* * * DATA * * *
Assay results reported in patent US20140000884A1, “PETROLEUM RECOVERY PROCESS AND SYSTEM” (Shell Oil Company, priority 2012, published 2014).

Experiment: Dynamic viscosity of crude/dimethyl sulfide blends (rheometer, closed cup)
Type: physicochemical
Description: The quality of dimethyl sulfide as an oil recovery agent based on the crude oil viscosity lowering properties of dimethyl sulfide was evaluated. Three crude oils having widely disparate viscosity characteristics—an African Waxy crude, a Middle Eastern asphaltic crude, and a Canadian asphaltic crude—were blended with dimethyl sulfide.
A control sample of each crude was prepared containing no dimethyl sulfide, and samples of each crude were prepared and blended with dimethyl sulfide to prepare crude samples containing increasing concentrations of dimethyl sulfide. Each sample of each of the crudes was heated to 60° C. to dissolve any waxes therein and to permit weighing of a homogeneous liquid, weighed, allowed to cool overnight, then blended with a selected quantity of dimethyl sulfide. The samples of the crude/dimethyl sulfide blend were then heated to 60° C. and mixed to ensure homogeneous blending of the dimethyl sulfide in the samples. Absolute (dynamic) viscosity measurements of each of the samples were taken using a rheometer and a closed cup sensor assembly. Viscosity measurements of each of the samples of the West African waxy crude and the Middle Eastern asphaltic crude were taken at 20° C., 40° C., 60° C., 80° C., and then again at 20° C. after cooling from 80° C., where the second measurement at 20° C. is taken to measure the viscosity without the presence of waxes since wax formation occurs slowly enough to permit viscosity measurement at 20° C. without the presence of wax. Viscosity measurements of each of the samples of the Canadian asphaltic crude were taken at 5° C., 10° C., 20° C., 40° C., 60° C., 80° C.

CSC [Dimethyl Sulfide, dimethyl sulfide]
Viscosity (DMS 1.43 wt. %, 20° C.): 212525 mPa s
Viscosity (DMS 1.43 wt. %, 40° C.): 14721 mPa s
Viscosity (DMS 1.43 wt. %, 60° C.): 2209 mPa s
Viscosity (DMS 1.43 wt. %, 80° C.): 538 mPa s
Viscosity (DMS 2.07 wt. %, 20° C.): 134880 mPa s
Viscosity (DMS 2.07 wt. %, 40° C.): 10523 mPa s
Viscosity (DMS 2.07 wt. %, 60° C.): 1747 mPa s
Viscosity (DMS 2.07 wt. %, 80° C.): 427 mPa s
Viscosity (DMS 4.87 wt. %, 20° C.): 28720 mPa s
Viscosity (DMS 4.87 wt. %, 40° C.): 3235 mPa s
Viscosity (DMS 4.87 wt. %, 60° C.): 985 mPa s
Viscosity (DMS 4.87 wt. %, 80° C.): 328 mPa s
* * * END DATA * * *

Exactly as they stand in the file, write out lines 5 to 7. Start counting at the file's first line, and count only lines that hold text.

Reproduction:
A control sample of each crude was prepared containing no dimethyl sulfide, and samples of each crude were prepared and blended with dimethyl sulfide to prepare crude samples containing increasing concentrations of dimethyl sulfide. Each sample of each of the crudes was heated to 60° C. to dissolve any waxes therein and to permit weighing of a homogeneous liquid, weighed, allowed to cool overnight, then blended with a selected quantity of dimethyl sulfide. The samples of the crude/dimethyl sulfide blend were then heated to 60° C. and mixed to ensure homogeneous blending of the dimethyl sulfide in the samples. Absolute (dynamic) viscosity measurements of each of the samples were taken using a rheometer and a closed cup sensor assembly. Viscosity measurements of each of the samples of the West African waxy crude and the Middle Eastern asphaltic crude were taken at 20° C., 40° C., 60° C., 80° C., and then again at 20° C. after cooling from 80° C., where the second measurement at 20° C. is taken to measure the viscosity without the presence of waxes since wax formation occurs slowly enough to permit viscosity measurement at 20° C. without the presence of wax. Viscosity measurements of each of the samples of the Canadian asphaltic crude were taken at 5° C., 10° C., 20° C., 40° C., 60° C., 80° C.

CSC [Dimethyl Sulfide, dimethyl sulfide]
Viscosity (DMS 1.43 wt. %, 20° C.): 212525 mPa s